The concern about low interest rates and the ability to fight off a recession should be keeping central banks up at night, former Treasury Secretary Larry Summers told CNBC on Monday.
That's because interest rates typically come down 500 basis points to contain a recession, and according to market pricing, there's not going to be 500 basis points of room anytime soon, he said in an interview with "Closing Bell."
"Probably sometime in the foreseeable future we'll have a recession in some major part of the world. And yet we don't really have the fuel in the tank to respond," said Summers.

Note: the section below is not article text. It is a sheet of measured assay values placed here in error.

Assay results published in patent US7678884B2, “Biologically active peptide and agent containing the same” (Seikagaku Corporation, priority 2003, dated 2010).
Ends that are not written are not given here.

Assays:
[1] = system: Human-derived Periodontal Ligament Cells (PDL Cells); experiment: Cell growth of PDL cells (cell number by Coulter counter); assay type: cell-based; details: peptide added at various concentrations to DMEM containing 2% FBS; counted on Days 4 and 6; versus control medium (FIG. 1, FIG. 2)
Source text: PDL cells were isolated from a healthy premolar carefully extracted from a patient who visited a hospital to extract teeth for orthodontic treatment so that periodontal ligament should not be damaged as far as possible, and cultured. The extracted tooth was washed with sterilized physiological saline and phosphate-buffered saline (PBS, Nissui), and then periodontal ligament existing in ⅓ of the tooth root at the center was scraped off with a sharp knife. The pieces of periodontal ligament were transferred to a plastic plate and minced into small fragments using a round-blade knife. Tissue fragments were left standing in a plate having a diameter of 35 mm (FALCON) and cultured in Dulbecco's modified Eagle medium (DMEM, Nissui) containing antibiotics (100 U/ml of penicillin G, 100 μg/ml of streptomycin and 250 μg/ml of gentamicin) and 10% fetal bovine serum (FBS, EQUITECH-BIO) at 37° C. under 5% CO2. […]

"That's got to be a matter of serious concern … in terms of monetary policy frameworks, a matter of serious concern requiring more use of fiscal policies than we've seen so far."
Summers believes there is a strong case for "substantially expanded" infrastructure investment in the United States and Europe.
"It's demand in job creation in the short run. It's increased economic capacity in the medium run," Summers said. "It's more economic growth that can ultimately improve the budgetary picture and, crucially, it's the removal of what is a huge differed maintenance liability from our national balance sheet."